Techniques have been developed to index frames and aid in locating frames. However, these techniques usually require information about the entire sequence of frames being indexed before the indexing may be performed. This requirement is not satisfactory for processing streaming data, where information about subsequently occurring frames in the stream is not known until the occurrence of those subsequently occurring frames. Thus, using such existing techniques, indexing of the stream would have to be suspended until the entire stream has been received. Also, sufficient memory resources to process the entire stream would be required.

Also, existing techniques associate indexing information only with certain frames, such as key frames, not with other frames, such as non-key-frames. Thus, use of the indexing information may be made only after a key frame has been located, not at any arbitrary frame in the sequence.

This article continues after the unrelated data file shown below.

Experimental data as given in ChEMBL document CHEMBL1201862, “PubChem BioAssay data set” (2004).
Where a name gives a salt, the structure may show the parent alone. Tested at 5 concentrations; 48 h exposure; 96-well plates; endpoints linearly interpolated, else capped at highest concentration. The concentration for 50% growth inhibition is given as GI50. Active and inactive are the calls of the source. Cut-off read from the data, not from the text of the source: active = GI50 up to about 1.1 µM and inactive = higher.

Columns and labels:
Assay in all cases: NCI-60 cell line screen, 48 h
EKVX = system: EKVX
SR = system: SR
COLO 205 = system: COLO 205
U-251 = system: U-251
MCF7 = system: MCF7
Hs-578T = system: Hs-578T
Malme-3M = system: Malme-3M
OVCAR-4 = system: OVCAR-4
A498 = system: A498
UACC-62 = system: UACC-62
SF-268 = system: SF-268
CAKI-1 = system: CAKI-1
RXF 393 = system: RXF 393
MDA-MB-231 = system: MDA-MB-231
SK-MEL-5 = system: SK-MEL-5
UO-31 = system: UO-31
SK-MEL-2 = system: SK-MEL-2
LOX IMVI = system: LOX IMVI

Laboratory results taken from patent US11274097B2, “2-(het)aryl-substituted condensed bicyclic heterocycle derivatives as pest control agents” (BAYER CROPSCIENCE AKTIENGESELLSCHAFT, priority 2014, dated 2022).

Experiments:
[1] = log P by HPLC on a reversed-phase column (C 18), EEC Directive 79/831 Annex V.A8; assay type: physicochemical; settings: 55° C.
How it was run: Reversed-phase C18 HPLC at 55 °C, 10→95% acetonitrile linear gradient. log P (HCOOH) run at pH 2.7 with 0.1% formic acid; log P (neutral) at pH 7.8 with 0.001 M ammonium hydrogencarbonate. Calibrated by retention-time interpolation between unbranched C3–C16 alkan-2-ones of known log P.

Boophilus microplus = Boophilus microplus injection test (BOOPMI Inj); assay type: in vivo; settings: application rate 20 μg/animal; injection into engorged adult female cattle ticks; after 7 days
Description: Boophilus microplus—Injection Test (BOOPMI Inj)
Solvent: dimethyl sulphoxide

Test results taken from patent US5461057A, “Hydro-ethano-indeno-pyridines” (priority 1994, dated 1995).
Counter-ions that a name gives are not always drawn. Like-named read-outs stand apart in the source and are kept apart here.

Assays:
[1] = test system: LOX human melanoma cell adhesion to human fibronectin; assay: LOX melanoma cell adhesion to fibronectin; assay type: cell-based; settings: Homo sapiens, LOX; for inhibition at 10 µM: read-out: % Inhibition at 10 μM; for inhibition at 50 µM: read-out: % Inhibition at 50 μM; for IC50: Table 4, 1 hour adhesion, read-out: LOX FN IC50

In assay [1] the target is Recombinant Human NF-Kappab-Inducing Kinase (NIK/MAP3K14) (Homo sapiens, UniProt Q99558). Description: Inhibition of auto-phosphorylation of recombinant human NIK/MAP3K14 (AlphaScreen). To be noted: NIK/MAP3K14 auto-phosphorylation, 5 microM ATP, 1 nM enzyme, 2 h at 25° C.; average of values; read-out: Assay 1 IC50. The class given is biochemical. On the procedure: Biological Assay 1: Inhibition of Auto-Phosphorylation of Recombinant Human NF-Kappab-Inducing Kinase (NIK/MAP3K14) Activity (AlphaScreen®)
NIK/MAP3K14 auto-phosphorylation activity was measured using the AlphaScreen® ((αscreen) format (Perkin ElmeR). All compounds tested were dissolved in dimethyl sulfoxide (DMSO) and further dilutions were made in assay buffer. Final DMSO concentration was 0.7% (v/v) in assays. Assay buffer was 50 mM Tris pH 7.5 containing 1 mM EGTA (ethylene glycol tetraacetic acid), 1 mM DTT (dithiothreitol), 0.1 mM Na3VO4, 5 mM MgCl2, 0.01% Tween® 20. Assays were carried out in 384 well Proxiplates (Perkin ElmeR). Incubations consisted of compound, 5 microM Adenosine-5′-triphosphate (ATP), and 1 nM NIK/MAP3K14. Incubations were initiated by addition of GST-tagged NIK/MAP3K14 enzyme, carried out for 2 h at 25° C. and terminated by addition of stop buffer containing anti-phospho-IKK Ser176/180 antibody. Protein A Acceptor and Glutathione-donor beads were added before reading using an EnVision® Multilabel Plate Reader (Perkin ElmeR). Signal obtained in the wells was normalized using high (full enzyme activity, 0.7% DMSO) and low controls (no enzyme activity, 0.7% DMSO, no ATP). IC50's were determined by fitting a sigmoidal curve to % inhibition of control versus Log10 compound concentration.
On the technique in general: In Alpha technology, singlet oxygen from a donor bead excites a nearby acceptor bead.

Thus, a method and apparatus is needed that allows indexing and locating key frames in streaming and variable-frame-length data. Furthermore, a technique is needed that allows location of desired key frames from any arbitrary frame in a sequence.

BRIEF DESCRIPTION OF THE DRAWINGS

FIG. 1 is a block diagram illustrating a multiplexing and demultiplexing system of the prior art.

FIG. 2 is a linear diagram illustrating a sequence of variable-frame-length data according to the prior art.

FIG. 3 is a block diagram illustrating a multiplexing and demultiplexing system in accordance with an embodiment of the invention.